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Meet the dogs keeping Dowagiac and Cass County safe

After helping make three drug busts in three days last weekend, ABC57’s Taylor Popielarz met the dogs that make up Dowagiac and Cass County’s K-9 units.

“It’s a bond there that you can describe, but few people ever understand it,” Dowagiac Police K-9 Officer Kevin Roman said.

“We spend more time with them than we do with our own family,” Cass County Sheriff K-9 Deputy Dave Nevins said.

“They are members of the department just like any of the other officers that are here,” Dowagiac Police Chief Steve Grinnewald said.

From a dogs-eye view, their work can often look like play.

But the dogs working for the Dowagiac Police Department and the Cass County Sheriff’s Department definitely work.

“The biggest moment that we’ve had was saving an elderly Alzheimer’s patient,” Roman said.

“At any time, if we get into an altercation with somebody, we can hit the door popper and Faust will be right there, ready to help me out if I need him,” Nevins said.

Faust is a three-year-old Dutch shepherd who started working for the Cass County Sheriff’s Department in June.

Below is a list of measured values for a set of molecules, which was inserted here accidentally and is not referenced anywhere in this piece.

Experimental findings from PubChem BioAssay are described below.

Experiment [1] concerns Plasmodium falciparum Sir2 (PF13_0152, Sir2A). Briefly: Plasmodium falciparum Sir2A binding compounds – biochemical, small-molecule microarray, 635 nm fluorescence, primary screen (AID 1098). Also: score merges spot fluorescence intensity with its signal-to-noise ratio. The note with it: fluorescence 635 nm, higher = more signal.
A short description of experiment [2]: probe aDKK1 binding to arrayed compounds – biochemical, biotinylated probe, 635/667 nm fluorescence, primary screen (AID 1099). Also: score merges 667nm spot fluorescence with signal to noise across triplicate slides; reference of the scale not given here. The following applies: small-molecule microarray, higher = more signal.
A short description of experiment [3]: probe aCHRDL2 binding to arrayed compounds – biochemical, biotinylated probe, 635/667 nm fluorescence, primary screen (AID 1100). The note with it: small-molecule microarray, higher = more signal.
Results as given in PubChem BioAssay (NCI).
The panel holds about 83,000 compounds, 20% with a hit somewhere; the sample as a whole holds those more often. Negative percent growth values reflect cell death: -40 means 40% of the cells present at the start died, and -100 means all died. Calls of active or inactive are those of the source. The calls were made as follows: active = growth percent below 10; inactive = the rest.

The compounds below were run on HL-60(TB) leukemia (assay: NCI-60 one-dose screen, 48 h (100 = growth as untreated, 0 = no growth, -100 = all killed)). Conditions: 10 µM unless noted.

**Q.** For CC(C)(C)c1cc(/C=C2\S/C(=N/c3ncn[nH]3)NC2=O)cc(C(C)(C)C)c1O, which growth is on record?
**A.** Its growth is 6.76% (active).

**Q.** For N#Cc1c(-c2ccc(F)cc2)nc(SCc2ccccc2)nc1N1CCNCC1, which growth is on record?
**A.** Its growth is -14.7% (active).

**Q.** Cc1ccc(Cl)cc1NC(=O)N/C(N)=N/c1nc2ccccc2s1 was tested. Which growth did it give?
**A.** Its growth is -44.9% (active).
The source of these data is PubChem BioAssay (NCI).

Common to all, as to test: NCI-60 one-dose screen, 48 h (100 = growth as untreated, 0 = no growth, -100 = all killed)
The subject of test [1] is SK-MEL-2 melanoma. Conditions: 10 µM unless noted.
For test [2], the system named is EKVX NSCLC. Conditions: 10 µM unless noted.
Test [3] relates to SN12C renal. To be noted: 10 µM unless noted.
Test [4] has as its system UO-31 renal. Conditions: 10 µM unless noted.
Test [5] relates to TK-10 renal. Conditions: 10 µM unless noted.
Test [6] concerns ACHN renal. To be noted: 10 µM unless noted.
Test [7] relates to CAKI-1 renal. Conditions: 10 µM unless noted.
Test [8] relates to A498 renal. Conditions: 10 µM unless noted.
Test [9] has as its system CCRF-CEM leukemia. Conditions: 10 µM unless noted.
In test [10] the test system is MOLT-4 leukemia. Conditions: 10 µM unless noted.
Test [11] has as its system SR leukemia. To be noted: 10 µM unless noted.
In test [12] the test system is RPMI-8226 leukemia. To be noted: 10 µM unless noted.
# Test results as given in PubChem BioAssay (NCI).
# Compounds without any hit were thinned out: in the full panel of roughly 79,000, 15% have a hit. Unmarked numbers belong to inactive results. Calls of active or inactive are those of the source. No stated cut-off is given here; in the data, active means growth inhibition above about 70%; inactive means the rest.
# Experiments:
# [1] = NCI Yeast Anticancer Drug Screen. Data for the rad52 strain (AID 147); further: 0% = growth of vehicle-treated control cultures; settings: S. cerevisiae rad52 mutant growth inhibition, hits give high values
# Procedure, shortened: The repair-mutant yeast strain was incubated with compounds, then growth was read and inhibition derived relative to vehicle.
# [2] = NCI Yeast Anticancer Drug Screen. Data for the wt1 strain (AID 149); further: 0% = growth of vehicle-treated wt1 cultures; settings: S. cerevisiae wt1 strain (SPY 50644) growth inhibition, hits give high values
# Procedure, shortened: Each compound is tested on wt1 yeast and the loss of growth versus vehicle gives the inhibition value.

His handler is Nevins, a 12-year veteran on the force.

“Both of my children love Faust to death,” Nevins said. “I have a five-year-old daughter and a one-year-old son. And when we’re at home, [Faust is] off duty and he plays with them just like any other house dog would.”

Tole is a three-year-old German shepherd who started working for the Dowagiac Police Department in June.

His handler is Roman, a three-year veteran on the force.

“He’s looking out for me when I’m working and I’m looking out for him when he’s working,” Roman said of Tole. “It’s a real bond that we have.”

“It’s the best job in the world,” Roman said.

And it’s an important job.

Traffic stops last Friday, Saturday and Sunday led to Tole sniffing out crack, crack pipes, meth and meth pipes.

“We’ve found stuff that I wouldn’t have found, probably, before,” Roman said.

When not fighting crime, Grinnewald said the dogs play a big role in community policing.

“It’s a great tool to kind of introduce people to the officers and realize that they’re just hard-working guys that are just trying to do a good job,’ Grinnewald said.

And though both Roman and Nevins are new to the K-9 unit, they said the idea of now working without their trusted sidekicks seems impossible.

“I did it for three years without the dog,” Roman said. “But now? No. No, I would never give up Tole.”

Tole and Faust have tracked down domestic violence suspects hiding in the woods, sniffed out drugs in multiple scenarios and located a missing person – all in their first three months on the job.

Grinnewald said the average career span for a police dog is 10 to 11 years.

Once they retire, they usually get to stay with their handlers, so the bond that’s been formed is never broken. 

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